One way of periodically improving the completeness and accuracy of data is to get your customers to do it for you! Send out a communication by the customer’s preferred means (typically email) and ask them to correct any mistakes or add information. You can do this as part of a promotional campaign, e.g. by offering a small discount for services carried out within a certain time period (typically your quiet period, probably during the summer).
Establish some rules for data entry
To ensure consistency, you need to communicate to your team the importance of entering information in the right formats. This starts with simply being careful. For example, if entering data that has been first recorded by hand, don’t simply guess your way through bad handwriting. A computer can detect certain types of errors, but it is never going to know that Mr. Harman should be Mr. Hamman! And once it is wrongly entered into the system, it may be difficult to correct. In addition to communicating to staff the need to be careful and diligent when entering data, you should establish some rules for data entry. For example, when do you use capital letters and when not?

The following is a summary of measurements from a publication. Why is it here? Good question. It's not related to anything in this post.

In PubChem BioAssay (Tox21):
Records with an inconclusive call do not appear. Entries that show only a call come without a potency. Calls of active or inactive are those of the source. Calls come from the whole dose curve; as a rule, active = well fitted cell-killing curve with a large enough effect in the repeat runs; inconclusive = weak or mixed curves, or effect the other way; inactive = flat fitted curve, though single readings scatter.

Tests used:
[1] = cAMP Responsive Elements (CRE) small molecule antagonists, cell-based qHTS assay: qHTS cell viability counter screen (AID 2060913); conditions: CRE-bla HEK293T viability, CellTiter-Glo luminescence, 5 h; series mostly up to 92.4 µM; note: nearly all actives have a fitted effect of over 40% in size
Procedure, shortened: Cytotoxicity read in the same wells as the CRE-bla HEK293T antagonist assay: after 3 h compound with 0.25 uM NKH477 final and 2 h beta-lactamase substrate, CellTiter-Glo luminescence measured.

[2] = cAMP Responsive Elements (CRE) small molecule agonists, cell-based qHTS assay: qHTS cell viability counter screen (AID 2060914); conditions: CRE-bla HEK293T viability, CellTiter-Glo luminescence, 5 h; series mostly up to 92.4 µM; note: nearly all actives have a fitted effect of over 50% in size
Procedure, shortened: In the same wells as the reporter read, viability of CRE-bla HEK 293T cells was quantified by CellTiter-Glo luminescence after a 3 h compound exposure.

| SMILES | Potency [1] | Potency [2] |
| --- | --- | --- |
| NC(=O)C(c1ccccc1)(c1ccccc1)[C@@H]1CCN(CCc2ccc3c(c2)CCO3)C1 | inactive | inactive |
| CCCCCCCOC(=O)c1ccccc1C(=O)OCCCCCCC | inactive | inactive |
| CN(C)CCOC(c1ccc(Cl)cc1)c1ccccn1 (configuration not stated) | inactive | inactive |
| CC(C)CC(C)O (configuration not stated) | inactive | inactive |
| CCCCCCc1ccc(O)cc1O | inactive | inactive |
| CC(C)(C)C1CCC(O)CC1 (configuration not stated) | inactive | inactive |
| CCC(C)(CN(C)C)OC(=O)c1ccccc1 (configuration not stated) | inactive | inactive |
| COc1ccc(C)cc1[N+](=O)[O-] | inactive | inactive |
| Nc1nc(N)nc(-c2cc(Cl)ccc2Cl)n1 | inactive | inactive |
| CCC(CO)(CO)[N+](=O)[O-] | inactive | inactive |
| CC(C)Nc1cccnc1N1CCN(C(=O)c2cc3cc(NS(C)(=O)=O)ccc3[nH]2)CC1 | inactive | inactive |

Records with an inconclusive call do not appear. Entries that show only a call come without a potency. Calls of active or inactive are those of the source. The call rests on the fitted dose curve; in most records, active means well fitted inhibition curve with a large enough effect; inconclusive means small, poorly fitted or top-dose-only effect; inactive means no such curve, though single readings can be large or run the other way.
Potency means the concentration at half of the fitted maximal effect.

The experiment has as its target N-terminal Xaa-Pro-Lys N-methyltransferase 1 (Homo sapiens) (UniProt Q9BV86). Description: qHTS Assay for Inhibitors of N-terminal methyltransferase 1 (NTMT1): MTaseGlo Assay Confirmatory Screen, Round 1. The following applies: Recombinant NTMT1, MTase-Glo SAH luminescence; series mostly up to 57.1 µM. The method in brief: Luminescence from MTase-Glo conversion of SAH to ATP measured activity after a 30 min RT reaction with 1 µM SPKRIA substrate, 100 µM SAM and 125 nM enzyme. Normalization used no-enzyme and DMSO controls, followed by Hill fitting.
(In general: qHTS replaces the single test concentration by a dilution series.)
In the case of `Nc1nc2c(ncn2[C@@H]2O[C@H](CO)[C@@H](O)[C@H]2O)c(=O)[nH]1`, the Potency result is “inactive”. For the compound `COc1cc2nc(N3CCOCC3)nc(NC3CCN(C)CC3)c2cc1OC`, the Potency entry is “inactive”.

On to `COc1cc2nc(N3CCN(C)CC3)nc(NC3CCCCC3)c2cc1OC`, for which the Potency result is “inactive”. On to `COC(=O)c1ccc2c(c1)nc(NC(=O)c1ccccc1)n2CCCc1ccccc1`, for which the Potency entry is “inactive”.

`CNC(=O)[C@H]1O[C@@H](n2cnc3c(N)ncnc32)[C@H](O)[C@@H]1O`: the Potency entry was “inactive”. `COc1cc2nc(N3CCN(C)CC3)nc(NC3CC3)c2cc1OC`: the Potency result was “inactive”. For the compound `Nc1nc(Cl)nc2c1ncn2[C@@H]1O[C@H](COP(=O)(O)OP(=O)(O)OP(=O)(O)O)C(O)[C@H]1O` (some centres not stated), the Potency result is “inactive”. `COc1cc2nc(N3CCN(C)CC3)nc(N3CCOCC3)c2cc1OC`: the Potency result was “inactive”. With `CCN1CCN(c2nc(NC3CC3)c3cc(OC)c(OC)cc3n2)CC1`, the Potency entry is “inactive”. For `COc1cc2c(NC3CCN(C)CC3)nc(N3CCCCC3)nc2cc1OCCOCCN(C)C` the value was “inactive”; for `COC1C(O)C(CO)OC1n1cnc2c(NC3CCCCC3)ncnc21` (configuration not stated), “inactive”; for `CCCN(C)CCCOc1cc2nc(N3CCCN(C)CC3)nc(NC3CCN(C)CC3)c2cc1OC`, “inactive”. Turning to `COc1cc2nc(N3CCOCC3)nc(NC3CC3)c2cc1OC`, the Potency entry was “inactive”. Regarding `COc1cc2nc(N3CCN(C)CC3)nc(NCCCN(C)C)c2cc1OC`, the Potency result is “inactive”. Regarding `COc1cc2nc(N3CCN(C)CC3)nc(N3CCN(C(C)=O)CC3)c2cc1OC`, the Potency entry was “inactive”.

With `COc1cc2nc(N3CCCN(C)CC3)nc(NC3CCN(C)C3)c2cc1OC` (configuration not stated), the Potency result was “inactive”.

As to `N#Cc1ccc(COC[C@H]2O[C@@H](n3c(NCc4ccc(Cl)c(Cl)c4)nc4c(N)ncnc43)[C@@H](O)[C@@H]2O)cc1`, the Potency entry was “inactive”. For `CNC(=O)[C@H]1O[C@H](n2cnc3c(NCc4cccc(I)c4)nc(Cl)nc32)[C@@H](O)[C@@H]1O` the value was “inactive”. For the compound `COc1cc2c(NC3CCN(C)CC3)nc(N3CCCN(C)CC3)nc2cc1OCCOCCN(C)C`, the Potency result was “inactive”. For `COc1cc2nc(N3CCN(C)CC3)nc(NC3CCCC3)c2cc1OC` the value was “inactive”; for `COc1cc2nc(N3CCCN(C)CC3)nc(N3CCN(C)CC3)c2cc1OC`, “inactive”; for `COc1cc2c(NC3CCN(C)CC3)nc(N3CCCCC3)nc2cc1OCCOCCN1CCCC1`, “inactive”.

Do you insert the name in full, including middle name, or just first name plus initial, or just first name? What do you do if there are two co-tenants with different surnames who share an appliance? What should and should not go in the first address line (if you have a house name in some and a street in others, this could lead to problems). Simple things like adding a space or a full stop after a name may make it difficult to search for information.
Getting things wrong can not only cause unnecessary administrative problems, they can also damage customer relationships or your professional reputation. We’ve all experienced receiving wrongly or badly addressed mailings.